We are drawn to teaching because we want to make a difference in the lives of children. With the creation of new technologies and innovative research, the field of neurobiology has become an exciting new frontier, offering a clearer understanding of what works for the healthy development of the whole child. This understanding sheds light on what effective teaching looks like. Here are a few brain building tips to optimize your teaching efforts:
Connect, connect, connect.
Strong relationships build strong learning. When a child perceives that a relationship is mutually respectful and that there is trust, oxytocin is released. The oxytocin enhances relaxation and openness, which leads to greater learning and greater creativity. Conversely, when a child is stressed, feeling distrustful or worried about a potentially threatening relationship in class, the hormone cortisol is released. Cortisol in the brain causes a fight, flight or freeze response and disconnects a child from their prefrontal cortex, effectively cutting off their ability to learn. According to Zaretta Hammond, author of Culturally Responsive Teaching & the Brain, cortisol halts learning for about 20 minutes but can stay in the body for up to three hours.
Create daily ritual and routine that allows you to connect with individuals in your class and connects them to one another. Regular class meetings provide an opportunity for students to build relationships, solve problems and have voice in their community. Your safe, connected environment may take effort to build, but the payoff in learning and well-being will be worth it! Check out Positive Discipline in the Classroom for more information on class meetings and other community building ideas.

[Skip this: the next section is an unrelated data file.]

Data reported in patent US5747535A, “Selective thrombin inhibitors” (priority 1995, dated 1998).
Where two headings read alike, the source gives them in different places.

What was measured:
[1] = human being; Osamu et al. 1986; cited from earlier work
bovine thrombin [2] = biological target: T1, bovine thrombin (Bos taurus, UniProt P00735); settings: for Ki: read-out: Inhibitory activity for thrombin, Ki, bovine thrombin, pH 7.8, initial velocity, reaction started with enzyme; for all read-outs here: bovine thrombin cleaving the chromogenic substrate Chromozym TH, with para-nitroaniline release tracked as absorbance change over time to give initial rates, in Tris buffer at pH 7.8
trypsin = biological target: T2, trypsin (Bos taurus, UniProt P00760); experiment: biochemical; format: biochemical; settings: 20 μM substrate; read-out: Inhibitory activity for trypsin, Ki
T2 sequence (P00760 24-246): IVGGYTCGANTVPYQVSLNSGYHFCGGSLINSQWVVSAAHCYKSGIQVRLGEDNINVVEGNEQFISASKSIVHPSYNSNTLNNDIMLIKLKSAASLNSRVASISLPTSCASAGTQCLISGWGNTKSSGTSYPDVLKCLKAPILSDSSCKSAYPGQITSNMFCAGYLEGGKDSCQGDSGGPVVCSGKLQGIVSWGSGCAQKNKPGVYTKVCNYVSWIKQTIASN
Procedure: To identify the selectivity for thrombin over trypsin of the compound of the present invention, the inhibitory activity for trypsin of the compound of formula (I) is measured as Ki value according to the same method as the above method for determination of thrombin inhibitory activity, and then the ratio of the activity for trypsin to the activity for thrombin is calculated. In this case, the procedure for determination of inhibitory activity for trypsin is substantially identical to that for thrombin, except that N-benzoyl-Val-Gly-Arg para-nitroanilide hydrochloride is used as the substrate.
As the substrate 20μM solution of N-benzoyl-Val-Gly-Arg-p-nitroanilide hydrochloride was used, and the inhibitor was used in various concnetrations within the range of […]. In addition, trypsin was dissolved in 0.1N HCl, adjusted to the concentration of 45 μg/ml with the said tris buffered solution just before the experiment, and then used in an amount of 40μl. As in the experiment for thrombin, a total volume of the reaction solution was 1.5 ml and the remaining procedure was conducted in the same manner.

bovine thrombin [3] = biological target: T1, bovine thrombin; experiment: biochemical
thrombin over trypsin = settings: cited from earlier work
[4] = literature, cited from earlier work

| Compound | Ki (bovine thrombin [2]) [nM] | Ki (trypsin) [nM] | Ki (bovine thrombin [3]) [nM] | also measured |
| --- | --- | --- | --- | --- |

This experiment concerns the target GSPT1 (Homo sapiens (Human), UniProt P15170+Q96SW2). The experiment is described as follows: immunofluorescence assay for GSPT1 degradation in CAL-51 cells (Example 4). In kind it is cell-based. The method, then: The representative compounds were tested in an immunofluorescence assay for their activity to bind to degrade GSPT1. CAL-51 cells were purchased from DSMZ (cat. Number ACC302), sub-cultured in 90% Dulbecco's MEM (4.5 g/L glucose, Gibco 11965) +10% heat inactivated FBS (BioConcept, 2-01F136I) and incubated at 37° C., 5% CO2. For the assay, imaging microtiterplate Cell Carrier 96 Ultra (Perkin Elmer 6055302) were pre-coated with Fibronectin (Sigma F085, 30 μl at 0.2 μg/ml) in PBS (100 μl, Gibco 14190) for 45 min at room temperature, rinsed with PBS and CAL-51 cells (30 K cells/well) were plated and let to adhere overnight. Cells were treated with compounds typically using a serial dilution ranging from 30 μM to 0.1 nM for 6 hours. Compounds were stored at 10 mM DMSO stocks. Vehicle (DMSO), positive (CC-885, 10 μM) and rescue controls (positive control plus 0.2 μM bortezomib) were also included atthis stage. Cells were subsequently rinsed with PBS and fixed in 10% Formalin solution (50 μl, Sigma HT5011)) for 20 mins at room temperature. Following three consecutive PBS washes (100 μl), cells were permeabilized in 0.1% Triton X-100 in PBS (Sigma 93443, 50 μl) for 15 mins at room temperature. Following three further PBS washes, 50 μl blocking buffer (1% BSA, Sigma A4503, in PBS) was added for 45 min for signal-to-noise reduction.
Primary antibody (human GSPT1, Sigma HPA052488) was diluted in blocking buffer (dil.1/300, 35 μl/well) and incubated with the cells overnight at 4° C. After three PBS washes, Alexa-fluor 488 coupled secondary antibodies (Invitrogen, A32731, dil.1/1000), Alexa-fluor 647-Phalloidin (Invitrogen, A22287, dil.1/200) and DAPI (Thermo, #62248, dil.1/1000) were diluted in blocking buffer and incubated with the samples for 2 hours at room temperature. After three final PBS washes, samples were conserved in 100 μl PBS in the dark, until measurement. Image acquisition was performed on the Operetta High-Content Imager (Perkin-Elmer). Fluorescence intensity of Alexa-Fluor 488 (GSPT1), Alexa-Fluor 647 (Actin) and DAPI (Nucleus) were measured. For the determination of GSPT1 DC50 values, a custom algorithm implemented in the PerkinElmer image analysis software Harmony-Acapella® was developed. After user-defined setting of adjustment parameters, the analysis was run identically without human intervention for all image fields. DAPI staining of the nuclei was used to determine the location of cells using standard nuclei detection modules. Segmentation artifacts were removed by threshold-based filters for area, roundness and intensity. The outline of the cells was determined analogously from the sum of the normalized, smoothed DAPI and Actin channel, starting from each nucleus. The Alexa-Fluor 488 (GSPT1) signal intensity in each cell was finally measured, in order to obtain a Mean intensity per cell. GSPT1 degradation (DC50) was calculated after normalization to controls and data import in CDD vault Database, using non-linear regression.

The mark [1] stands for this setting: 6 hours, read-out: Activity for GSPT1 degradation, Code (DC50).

Take Care of Yourself: YOU are your most important teaching tool.
With the work of Dr Marco Iacoboni and others, we now know that we are hardwired to mimic what we see though a complex set of cells called mirror neurons. Mirror neurons allow us to learn without being implicitly taught and that is powerfully important in our development as humans; in fact, when we see someone doing something with intention, our brains fire as though we are actually doing the action ourselves, thus building the neural pathways needed for that action. Dr. Dan Seigel explains that human beings also mirror other people’s emotions. When we see someone who is sad, we also feel sad. So, when we are stressed as teachers, that stress is passed on through mirror neurons to our students. Our students then reflect this back to us in a negative loop. When we prioritize self-care as teachers, we are in fact, creating a more optimal environment for learning. What is something you can do to support yourself or a colleague this week?
Common among teachers in today’s education systems is compassion fatigue and burnout. Social scientists see these as two different reactions to stress, but both are detrimental to teachers and to the students they teach. Go to http://www.compassionfatigue.org/pages/selftest.html if you would like to explore this more.
Offer Regular Brain Breaks
Mindfulness activities and self-regulation activities do not take long to do, some only seconds…but their impact on the classroom can be dramatically positive, especially over time. Check out Sound Discipline’s Self-regulation Tool Cards for ideas.